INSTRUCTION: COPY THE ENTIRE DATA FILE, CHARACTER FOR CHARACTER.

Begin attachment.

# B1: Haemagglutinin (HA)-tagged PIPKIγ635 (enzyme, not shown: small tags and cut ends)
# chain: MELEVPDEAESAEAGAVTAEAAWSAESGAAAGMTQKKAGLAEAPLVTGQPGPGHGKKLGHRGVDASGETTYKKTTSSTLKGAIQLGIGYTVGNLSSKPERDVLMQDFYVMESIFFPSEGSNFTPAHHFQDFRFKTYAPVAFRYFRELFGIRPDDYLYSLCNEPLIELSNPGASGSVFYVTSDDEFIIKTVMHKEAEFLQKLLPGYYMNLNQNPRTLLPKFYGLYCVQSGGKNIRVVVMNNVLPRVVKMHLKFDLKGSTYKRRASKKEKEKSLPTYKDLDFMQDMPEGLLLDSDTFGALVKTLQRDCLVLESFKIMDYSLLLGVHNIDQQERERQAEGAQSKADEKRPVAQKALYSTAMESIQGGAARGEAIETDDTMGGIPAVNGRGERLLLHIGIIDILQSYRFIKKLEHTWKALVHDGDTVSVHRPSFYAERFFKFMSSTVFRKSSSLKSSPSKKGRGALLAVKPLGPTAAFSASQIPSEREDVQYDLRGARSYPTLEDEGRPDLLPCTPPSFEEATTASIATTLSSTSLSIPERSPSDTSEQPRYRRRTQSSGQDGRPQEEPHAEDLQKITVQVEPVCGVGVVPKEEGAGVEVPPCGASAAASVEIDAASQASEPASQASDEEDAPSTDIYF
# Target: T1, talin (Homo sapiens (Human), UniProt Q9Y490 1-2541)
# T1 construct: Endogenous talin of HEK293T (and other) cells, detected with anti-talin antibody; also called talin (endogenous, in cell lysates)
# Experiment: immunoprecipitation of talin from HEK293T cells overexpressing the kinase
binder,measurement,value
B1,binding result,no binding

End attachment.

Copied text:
# B1: Haemagglutinin (HA)-tagged PIPKIγ635 (enzyme, not shown: small tags and cut ends)
# chain: MELEVPDEAESAEAGAVTAEAAWSAESGAAAGMTQKKAGLAEAPLVTGQPGPGHGKKLGHRGVDASGETTYKKTTSSTLKGAIQLGIGYTVGNLSSKPERDVLMQDFYVMESIFFPSEGSNFTPAHHFQDFRFKTYAPVAFRYFRELFGIRPDDYLYSLCNEPLIELSNPGASGSVFYVTSDDEFIIKTVMHKEAEFLQKLLPGYYMNLNQNPRTLLPKFYGLYCVQSGGKNIRVVVMNNVLPRVVKMHLKFDLKGSTYKRRASKKEKEKSLPTYKDLDFMQDMPEGLLLDSDTFGALVKTLQRDCLVLESFKIMDYSLLLGVHNIDQQERERQAEGAQSKADEKRPVAQKALYSTAMESIQGGAARGEAIETDDTMGGIPAVNGRGERLLLHIGIIDILQSYRFIKKLEHTWKALVHDGDTVSVHRPSFYAERFFKFMSSTVFRKSSSLKSSPSKKGRGALLAVKPLGPTAAFSASQIPSEREDVQYDLRGARSYPTLEDEGRPDLLPCTPPSFEEATTASIATTLSSTSLSIPERSPSDTSEQPRYRRRTQSSGQDGRPQEEPHAEDLQKITVQVEPVCGVGVVPKEEGAGVEVPPCGASAAASVEIDAASQASEPASQASDEEDAPSTDIYF
# Target: T1, talin (Homo sapiens (Human), UniProt Q9Y490 1-2541)
# T1 construct: Endogenous talin of HEK293T (and other) cells, detected with anti-talin antibody; also called talin (endogenous, in cell lysates)
# Experiment: immunoprecipitation of talin from HEK293T cells overexpressing the kinase
binder,measurement,value
B1,binding result,no binding